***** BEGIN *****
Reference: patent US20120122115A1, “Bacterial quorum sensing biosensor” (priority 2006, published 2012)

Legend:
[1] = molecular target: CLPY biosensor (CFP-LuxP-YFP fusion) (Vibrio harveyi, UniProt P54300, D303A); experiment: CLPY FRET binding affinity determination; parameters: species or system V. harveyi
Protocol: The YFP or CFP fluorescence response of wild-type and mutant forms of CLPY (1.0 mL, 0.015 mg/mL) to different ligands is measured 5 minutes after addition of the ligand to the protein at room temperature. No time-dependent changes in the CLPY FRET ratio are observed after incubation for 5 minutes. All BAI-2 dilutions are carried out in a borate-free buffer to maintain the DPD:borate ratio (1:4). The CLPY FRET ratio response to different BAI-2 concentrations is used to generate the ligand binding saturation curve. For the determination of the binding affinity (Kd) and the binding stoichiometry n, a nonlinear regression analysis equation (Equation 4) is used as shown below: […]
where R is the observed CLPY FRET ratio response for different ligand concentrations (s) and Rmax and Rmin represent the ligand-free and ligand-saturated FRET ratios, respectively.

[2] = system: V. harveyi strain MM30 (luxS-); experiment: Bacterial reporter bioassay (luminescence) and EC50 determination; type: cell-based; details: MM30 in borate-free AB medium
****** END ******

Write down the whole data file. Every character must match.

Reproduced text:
Reference: patent US20120122115A1, “Bacterial quorum sensing biosensor” (priority 2006, published 2012)

Legend:
[1] = molecular target: CLPY biosensor (CFP-LuxP-YFP fusion) (Vibrio harveyi, UniProt P54300, D303A); experiment: CLPY FRET binding affinity determination; parameters: species or system V. harveyi
Protocol: The YFP or CFP fluorescence response of wild-type and mutant forms of CLPY (1.0 mL, 0.015 mg/mL) to different ligands is measured 5 minutes after addition of the ligand to the protein at room temperature. No time-dependent changes in the CLPY FRET ratio are observed after incubation for 5 minutes. All BAI-2 dilutions are carried out in a borate-free buffer to maintain the DPD:borate ratio (1:4). The CLPY FRET ratio response to different BAI-2 concentrations is used to generate the ligand binding saturation curve. For the determination of the binding affinity (Kd) and the binding stoichiometry n, a nonlinear regression analysis equation (Equation 4) is used as shown below: […]
where R is the observed CLPY FRET ratio response for different ligand concentrations (s) and Rmax and Rmin represent the ligand-free and ligand-saturated FRET ratios, respectively.

[2] = system: V. harveyi strain MM30 (luxS-); experiment: Bacterial reporter bioassay (luminescence) and EC50 determination; type: cell-based; details: MM30 in borate-free AB medium